This exercise talks about making our CSS more flexible. What does this mean and how can we accomplish this?



This exercise talks about making our CSS more flexible. What does this mean and how can we accomplish this?


Within this context, flexible style sheets are ones that are relatively easy to maintain and can be modified without unexpectedly breaking other parts of your code. Aside from avoiding the important! keyword in most situations, another big step we can take towards keeping our style sheets flexible is to keep our selector specificity as low as possible. This helps developers to avoid tricky “specificity wars” down the line and allows them to more readily override styles when necessary.

Check out the articles below in this thread for some strategies you can use to keep your specificity low.

FAQ: Learn CSS Selectors Visual Rules - CSS Setup Selectors - Important

Hi where is the article link specified in the answer? I am unable to see it.


I’m also not seeing the link, and I’ve noticed this same issue in other discussions that are linked to from the lessons. I’m using Chrome; is this potentially a browser issue?


I see the same issue in Safari, so I think it’s just that the text hasn’t been edited to include the link in these instances. I think I’ll flag the article and note that it’s missing the link, and do that in the future as well.


Please do flag others like this! This (topics the Discuss and Guide sections in the forums linked directly to the learning environment exercise-by-exercise) is a community-built wiki feature in beta. We have some content to seed things, but we really rely on contributions from learners like you to not only build the wiki but maintain it. If you don’t see a link suggested, for example, we’d love to hear suggestions from the community!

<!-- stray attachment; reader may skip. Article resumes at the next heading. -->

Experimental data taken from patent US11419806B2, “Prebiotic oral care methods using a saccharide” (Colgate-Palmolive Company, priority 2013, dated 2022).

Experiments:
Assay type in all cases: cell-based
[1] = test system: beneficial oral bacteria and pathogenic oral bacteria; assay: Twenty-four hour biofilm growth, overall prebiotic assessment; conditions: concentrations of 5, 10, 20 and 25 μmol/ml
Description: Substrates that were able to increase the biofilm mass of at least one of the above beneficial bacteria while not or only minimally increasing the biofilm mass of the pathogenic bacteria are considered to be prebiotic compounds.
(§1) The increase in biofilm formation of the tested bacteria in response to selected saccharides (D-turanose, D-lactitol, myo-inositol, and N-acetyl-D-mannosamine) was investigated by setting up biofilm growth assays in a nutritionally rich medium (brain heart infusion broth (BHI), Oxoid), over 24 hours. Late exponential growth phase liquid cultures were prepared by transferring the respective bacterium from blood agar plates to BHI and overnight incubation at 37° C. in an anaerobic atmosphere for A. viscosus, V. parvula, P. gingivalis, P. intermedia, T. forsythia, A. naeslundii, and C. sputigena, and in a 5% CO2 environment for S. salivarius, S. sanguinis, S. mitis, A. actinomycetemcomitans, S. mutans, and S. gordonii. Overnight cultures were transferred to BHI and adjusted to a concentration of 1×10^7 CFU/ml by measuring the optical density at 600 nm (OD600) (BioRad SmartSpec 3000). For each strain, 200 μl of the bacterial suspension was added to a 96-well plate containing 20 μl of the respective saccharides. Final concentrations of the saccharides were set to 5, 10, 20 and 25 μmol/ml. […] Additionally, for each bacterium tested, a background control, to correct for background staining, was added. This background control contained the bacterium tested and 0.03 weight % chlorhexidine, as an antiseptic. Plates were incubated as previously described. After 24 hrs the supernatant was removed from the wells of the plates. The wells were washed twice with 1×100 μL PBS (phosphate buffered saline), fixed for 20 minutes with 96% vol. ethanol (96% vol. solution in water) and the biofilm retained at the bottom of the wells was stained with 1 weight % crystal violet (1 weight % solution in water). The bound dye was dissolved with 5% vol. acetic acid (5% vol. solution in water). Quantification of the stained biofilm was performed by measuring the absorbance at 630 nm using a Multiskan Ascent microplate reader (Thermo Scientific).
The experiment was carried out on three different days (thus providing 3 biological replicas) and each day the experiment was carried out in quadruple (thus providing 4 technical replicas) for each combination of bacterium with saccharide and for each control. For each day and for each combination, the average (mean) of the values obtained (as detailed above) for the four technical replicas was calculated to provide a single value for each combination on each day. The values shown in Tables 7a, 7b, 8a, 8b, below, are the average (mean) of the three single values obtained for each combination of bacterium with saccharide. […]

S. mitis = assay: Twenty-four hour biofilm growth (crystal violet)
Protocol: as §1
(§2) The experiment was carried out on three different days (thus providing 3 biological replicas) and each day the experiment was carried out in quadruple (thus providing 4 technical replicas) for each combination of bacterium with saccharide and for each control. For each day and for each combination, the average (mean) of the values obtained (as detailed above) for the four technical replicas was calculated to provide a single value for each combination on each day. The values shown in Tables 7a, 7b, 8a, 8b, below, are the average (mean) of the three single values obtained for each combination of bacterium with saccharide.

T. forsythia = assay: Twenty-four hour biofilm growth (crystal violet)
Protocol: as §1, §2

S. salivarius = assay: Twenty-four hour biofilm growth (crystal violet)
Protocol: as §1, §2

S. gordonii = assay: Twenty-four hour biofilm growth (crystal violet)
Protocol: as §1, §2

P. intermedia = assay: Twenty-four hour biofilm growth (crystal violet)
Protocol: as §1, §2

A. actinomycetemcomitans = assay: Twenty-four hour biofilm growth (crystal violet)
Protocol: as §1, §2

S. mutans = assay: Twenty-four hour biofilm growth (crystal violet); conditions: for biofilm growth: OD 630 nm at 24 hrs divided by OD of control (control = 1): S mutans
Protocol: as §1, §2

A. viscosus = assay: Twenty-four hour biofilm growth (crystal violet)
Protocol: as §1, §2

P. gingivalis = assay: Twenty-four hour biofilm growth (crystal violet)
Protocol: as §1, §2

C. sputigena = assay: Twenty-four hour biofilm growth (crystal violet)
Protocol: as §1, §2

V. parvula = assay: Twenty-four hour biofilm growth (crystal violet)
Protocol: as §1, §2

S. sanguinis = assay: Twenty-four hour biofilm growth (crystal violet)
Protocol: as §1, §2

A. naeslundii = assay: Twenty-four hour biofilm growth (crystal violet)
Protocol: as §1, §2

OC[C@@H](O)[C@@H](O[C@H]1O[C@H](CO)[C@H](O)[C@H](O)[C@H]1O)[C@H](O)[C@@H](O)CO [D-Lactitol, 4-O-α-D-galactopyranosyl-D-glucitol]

In terms of hacks or tricks on keeping specificity low, I’ve seen this one do the rounds

In terms of articles giving some more depth and context, I found this one most helpful myself:

The latter is a big guide, I’m not sure you’d need to read it all (and definitely not at this stage of the course), but the section on specificity is informative without being verbose, and gets a little more into the theory and the “why” of it all.


Thanks! Yeah, it’s probably over my head for now, but I’ll go back and read through that when I know a little bit more of what I’m doing. :stuck_out_tongue:


Hey @themorningline, please flag such FAQs when you see them!


Hi there, I have a question regarding !important and multiple selector. Under the style sheet, I have h5 {
color: rebeccapurple !important;
} AND .description h5 {
color: teal;
}. In this instance, I know that the rule with ! important overrides the latter .description h5 rule. My question is, what’s the different between adding a comma between the selectors as follow: .description , h5 versus omitting the comma?

Because when I added the comma (due to having multiple selectors), the .description, h5 rule overrides !important. Where the text is now teal instead of purple. Is this supposed to happen?



When you separate the

.description h5{


.description, h5{

by using a comma, you end up creating



where they would have same set of values(?) or classifications

Since your ‘.description, h5’ rule overrode the !important
I assume that you placed the new “.description, h5” rule below the “h5” rule
in which h5 rule was overwritten within “.description, h5”

I found an example to answer your problem at

Course: [Learn CSS: Selectors and Visual Rules]
Exercise 16: Multiple Selectors


Comma separated selectors are referred to as a selector list, which as shown will apply the same rule to all the selectors in the list. They need have no relation to one another.

There is only one reason to ever use !important and that is if we need to override an inline style rule.

h5 { color: red; }
.description h5 { color: purple; }

All H5 elements will be red except those which are descendants of .description.

Note that the above, .description h5 is NOT a multiple selector (as would be a comma separated selector list) but a descendant selector. The H5 can be nested at any level in a container with a class="description" attribute.